- Nvidia has just released the RTX Video HDR tech, compatible with RTX graphics cards (20 series and above).
- It converts standard dynamic range (SDR) content to high dynamic range (HDR).
- When coupled with RTX Video Super Resolution (VSR), both features can work together to upscale your content and also make it look like HDR.
Nvidia has just released RTX Video HDR. Assuming by the name, it only works for RTX GPUs. Do you know how Nvidia RTX graphics cards feature Tensor Cores? These just became a ton more useful, especially for users with HDR monitors. The difference between HDR and SDR is quite big, as HDR content has much deeper blacks, color reproduction, and brightness.
Tensor cores on RTX graphics cards empower features like DLSS 3.5 and the company’s AI-based frame-generation tech. Apart from the improvements in ray tracing, these other tasty additions make the newer generation GPUs particularly compelling. Previously, Nvidia released RTX Video Super Resolution (VSR), which works to upscale the quality of your video content and uses a deep learning framework.
Similarly, RTX Video HDR is also a new AI-based technology by Nvidia that puts the previously inactive Tensor cores on your Nvidia RTX graphics card to some work. Essentially, Nvidia’s AI is trained to predict what the HDR footage should look like and simulate it for you when enabling RTX Video HDR.
Nvidia’s FAQ states that RTX Video HDR uses AI and the tensor cores present in RTX GPUs to “dynamically remap” SDR footage into HDR10. After enabling the feature, Nvidia RTX Video HDR works in “improving visibility, details, and vibrance of streamed video.”
If you are wondering which graphics cards support the new Nvidia RTX Video HDR technology, any RTX GPU (20 series or later) supports the new feature. That also means this feature isn’t supported in the GTX series. Above, you can check out how it looks in action when used in Call of Duty: Modern Warfare 3.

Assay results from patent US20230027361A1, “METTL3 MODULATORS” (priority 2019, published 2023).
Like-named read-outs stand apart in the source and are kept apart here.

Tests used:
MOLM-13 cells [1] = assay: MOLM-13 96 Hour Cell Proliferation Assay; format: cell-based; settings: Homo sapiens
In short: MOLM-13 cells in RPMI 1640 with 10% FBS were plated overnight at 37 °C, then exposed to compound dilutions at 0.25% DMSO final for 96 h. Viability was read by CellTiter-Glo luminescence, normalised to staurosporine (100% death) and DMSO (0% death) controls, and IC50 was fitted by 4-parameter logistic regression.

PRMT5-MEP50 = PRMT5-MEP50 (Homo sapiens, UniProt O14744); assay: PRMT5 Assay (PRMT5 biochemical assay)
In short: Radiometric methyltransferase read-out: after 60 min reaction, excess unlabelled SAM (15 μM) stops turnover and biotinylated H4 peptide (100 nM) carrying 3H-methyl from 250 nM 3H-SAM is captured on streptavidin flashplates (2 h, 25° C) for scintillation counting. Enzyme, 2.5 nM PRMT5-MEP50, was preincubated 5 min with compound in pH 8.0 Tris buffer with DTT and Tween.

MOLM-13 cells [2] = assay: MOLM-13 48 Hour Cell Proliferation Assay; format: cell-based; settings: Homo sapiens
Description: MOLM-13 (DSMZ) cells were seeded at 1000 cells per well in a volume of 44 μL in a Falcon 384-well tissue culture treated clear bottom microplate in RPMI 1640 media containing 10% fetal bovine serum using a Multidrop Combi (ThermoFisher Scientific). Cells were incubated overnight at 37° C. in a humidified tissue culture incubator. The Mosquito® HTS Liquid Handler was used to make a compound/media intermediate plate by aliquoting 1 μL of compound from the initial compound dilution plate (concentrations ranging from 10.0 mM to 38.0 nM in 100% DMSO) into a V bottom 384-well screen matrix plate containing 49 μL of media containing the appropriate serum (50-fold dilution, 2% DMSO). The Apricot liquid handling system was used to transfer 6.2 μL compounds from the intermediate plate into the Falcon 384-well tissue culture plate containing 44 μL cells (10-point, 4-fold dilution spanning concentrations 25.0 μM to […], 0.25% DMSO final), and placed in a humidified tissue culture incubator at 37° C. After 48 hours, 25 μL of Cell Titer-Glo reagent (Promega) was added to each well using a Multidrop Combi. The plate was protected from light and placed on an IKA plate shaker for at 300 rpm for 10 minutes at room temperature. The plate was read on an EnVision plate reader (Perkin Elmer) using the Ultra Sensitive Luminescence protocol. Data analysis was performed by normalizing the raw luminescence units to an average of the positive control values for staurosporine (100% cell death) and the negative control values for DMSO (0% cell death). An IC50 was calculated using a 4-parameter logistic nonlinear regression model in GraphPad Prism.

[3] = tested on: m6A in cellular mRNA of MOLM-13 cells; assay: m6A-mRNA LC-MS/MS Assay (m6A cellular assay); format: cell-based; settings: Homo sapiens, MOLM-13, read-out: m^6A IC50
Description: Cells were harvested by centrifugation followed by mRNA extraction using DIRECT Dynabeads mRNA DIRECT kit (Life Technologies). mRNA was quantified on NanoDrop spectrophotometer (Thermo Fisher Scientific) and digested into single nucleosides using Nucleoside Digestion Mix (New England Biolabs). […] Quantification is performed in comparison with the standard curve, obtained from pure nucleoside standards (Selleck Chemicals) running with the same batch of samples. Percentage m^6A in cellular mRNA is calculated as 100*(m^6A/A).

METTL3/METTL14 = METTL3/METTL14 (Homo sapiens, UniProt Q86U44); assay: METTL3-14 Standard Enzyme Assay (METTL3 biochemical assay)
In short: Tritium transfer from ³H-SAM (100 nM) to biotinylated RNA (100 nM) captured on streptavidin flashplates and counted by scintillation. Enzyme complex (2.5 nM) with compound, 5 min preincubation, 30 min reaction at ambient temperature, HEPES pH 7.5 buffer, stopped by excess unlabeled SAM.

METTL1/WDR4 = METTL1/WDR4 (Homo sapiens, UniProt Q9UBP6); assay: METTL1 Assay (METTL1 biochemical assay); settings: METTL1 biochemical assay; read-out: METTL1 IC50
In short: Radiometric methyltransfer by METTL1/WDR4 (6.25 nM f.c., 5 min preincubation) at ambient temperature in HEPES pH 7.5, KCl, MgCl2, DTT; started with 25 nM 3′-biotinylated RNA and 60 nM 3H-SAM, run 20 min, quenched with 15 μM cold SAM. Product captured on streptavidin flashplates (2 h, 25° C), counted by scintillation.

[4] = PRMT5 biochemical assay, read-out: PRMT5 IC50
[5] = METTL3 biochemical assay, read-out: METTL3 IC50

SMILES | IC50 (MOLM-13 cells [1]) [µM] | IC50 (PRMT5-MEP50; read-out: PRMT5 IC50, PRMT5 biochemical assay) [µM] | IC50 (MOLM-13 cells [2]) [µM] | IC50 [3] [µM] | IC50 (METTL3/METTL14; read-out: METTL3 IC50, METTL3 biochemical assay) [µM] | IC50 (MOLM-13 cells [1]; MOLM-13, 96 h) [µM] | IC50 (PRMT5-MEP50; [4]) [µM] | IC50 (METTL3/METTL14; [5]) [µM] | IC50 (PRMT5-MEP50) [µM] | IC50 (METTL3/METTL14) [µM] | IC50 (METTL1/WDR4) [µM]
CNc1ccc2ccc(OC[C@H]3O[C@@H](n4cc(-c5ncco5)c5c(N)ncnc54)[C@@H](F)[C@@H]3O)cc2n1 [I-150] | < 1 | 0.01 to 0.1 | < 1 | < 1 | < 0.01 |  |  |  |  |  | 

Keep in mind you would need an actual HDR monitor and toggle the feature to tell the difference properly. At most, the aforementioned image of this feature in action only shows a loose demonstration of sorts. As of now, NVIDIA RTX Video HDR is supported by Chromium-based browsers such as Microsoft Edge and Google Chrome.
How To Enable RTX Video HDR
To turn this feature on, you can simply open the Nvidia Control Panel which is accessible within the right-click menu that pops on your desktop. Then, go to the last menu on the left sidebar titled ‘Video’, and then select ‘Adjust video settings’.
Next, click on the tick-box for High Dynamic Range under the RTX Video Enhancement features. You can also easily enable RTX Video Super Resolution here.
In addition to this, Nvidia says you also need an HDR10-compatible monitor. Plus, you need to enable HDR in your Windows settings. Taking advantage of both RTX video enhancements (VSR and High Dynamic Range) on your RTX graphics card, you will now be upscaling all media watched on the browser and games as well.
When the content is made in SDR, the Tensor cores of your Nvidia RTX graphics card will produce additional dynamic range as well. The result? Standard quality videos are now fully upgraded to look their best. This kind of AI tech works surprisingly better than a lot of the ‘standard’ tools out there right now.
RTX Video Super Resolution, along with RTX Video HDR, are now some of Nvidia’s underrated graphics card features, so do try them out! With that said, do keep in mind that, after all, this is still simulated HDR powered by artificial intelligence.
What are your thoughts on RTX Video HDR? Will you be using features like this on your RTX GPU and putting those cutting-edge Tensor cores to work? Let us know in the comments below!